16. Denny – of course not. and your comments are fair. What I am suggesting is that when people in the church lay out very rigid and dogmatic statements that use phrases like “We deny that any Christian can truley be a faithful disciple apart from the teaching, discipline, fellowship and accountability of a congregation of fellow disciples organized as a Gospel church.” (after having defined Gospel in several places throughout) it serves to exclude. I prefer to leave specific, non salvific issues more open ended so as to be inviting to discourse rather than discouraging of it. They did not create this document to say “come and let us reason together”. They created it to lay down the gauntlet and seperate out those who they define as Gospel followers and those who are not.

  17. I would like to say first of all….was anyone that posted here at the conference? I can say I was. And I can say the statement released with those articles were meant to separate. As Dever said, “Wolves don’t come with business cards that say ‘Wolf.’ They dress up like sheep, talk like sheep, and are published by sheep publishers.”
    –Mark Dever, @ T4G
    So that being said. I don’t think this language was done in a proud or self centered way, but in a way in which desired to remain faithful to the Gospel, whether you call the Gospel one thing or another, the Canonical teachings commonly known as the bible. If people get offended and think it was too bold….ask yourself…what do you beleive in? I know sitting at that conference listening to those statments individually being read, I could not help but reevaluate what i beleived regardless of what those statements said. In making those statements as they did, I do beleive that the intention was create solidarity on key issues that are essential to the Gospel.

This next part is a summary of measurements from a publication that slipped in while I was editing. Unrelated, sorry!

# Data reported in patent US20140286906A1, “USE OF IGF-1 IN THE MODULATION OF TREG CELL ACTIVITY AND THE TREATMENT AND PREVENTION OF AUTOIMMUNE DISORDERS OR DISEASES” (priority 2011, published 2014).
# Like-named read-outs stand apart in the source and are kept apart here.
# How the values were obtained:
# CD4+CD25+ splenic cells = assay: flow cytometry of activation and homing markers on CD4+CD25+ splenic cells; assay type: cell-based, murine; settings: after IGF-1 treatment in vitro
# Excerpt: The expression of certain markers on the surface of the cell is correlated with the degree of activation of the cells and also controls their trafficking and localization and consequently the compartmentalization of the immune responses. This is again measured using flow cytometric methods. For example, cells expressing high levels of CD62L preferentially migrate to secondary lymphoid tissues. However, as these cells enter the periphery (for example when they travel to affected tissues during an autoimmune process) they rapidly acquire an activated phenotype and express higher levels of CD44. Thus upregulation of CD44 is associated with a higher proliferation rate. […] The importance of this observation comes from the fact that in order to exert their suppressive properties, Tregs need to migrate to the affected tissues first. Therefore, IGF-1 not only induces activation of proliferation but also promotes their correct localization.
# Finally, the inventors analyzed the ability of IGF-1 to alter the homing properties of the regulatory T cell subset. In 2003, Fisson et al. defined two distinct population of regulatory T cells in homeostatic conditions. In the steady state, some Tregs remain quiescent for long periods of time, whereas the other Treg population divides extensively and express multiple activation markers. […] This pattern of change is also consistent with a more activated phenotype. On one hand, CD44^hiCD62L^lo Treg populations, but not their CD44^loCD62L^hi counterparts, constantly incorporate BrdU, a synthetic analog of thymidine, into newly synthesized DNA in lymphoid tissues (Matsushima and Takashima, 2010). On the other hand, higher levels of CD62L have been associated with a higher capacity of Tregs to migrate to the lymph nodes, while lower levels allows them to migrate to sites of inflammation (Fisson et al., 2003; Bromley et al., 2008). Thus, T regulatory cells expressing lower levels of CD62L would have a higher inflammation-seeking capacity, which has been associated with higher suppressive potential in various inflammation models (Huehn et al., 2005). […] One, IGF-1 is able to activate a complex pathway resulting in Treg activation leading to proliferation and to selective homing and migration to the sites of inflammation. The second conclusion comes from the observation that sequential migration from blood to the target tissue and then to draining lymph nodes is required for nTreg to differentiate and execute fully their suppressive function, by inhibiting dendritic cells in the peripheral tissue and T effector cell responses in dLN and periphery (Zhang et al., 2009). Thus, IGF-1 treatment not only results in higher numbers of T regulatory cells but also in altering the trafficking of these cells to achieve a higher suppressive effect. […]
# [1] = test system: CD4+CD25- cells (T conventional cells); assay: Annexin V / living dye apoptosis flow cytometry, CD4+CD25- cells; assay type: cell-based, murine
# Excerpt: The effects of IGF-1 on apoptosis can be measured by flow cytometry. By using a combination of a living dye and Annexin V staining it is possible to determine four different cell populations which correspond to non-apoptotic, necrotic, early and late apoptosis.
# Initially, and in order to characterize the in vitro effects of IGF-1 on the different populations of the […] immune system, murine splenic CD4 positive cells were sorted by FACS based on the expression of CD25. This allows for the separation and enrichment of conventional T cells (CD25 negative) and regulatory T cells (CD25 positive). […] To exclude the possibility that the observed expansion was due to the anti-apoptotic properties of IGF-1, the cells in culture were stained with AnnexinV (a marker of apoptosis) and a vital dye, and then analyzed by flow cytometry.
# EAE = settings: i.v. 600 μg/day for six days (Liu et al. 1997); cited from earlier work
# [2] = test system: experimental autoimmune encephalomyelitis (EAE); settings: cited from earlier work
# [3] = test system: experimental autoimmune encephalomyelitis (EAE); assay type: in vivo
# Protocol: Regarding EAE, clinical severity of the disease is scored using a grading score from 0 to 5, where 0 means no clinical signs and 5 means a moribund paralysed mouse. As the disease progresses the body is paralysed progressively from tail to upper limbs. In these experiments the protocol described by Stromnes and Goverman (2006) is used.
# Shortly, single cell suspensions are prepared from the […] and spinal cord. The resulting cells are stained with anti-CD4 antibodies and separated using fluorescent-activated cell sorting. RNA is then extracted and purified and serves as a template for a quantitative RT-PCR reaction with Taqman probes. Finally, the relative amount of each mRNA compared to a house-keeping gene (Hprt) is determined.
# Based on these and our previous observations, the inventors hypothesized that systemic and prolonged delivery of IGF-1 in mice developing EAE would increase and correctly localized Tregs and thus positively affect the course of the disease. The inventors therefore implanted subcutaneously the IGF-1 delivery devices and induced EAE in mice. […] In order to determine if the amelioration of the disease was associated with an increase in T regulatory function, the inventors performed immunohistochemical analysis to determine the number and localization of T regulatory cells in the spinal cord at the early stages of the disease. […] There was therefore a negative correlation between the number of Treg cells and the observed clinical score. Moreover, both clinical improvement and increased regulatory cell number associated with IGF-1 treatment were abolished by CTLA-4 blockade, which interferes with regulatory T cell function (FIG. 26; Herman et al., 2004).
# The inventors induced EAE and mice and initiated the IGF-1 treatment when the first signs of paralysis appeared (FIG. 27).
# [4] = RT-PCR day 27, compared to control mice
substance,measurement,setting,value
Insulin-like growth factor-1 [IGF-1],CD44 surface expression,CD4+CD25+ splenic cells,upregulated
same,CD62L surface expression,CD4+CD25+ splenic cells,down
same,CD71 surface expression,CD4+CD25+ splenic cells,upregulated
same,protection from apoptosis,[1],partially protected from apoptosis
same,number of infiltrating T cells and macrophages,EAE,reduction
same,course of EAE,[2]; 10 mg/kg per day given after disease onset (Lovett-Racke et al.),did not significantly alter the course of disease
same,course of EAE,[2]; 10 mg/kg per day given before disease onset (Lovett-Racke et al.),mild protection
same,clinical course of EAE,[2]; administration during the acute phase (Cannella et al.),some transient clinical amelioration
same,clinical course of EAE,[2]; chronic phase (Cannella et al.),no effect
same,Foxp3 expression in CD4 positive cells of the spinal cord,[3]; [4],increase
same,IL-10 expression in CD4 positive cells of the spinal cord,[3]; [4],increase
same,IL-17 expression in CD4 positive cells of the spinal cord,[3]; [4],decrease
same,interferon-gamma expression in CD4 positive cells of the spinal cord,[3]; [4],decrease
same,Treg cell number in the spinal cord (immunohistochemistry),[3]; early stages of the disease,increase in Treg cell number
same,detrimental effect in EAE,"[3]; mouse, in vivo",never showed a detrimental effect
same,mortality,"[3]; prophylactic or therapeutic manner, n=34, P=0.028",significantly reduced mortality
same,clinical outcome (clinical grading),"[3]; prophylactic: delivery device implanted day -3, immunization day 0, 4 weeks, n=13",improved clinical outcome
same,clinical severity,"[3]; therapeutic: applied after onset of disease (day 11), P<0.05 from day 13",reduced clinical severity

18. hmm…I skimmed over T4G, and while I don’t support post-modern philsophy, I think I have to agree with one of McKnight’s critiques. I would say the second comming and bodility ressurection of all belivers is a central aspect of the Gospel as a nessecary coilary of the ressurection of Jesus. The Christian hope is not in an ethreal bodiles exsistne in Heaven, but a real physical ressurection life with Christ.hmm…I skimmed over T4G, and while I don’t support post-modern philosophy, I think I have to agree with one of McKnight’s critiques. I would say the second coming and bodily resurrection of all believers is a central aspect of the Gospel as a necessary corollary of the resurrection of Jesus. The Christian hope is not in an ethereal bodies existence in Heaven, but a real physical resurrection life with Christ.